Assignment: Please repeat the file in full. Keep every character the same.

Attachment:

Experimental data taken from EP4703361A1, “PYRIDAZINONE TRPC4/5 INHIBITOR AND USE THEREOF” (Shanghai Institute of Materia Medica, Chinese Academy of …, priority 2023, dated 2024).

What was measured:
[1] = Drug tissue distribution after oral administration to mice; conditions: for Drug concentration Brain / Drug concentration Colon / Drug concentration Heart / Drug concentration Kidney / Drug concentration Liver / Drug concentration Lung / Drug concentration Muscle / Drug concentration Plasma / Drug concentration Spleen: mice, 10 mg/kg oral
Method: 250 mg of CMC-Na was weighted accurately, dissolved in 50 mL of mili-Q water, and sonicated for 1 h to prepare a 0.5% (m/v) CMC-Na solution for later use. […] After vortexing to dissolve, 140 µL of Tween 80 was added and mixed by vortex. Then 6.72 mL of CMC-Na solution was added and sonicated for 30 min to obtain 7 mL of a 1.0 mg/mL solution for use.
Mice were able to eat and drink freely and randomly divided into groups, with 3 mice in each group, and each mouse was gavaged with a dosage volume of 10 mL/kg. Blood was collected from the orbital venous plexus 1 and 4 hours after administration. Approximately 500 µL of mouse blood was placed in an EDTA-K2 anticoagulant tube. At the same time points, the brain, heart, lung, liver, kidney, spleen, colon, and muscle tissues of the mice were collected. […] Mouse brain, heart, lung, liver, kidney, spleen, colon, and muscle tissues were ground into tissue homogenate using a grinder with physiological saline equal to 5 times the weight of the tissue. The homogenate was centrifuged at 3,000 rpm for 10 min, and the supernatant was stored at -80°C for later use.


Experimental data taken from EP4703361A1, “PYRIDAZINONE TRPC4/5 INHIBITOR AND USE THEREOF” (Shanghai Institute of Materia Medica, Chinese Academy of …, priority 2023, dated 2024).

What was measured:
[1] = Drug tissue distribution after oral administration to mice; conditions: for Drug concentration Brain / Drug concentration Colon / Drug concentration Heart / Drug concentration Kidney / Drug concentration Liver / Drug concentration Lung / Drug concentration Muscle / Drug concentration Plasma / Drug concentration Spleen: mice, 10 mg/kg oral
Method: 250 mg of CMC-Na was weighted accurately, dissolved in 50 mL of mili-Q water, and sonicated for 1 h to prepare a 0.5% (m/v) CMC-Na solution for later use. […] After vortexing to dissolve, 140 µL of Tween 80 was added and mixed by vortex. Then 6.72 mL of CMC-Na solution was added and sonicated for 30 min to obtain 7 mL of a 1.0 mg/mL solution for use.
Mice were able to eat and drink freely and randomly divided into groups, with 3 mice in each group, and each mouse was gavaged with a dosage volume of 10 mL/kg. Blood was collected from the orbital venous plexus 1 and 4 hours after administration. Approximately 500 µL of mouse blood was placed in an EDTA-K2 anticoagulant tube. At the same time points, the brain, heart, lung, liver, kidney, spleen, colon, and muscle tissues of the mice were collected. […] Mouse brain, heart, lung, liver, kidney, spleen, colon, and muscle tissues were ground into tissue homogenate using a grinder with physiological saline equal to 5 times the weight of the tissue. The homogenate was centrifuged at 3,000 rpm for 10 min, and the supernatant was stored at -80°C for later use.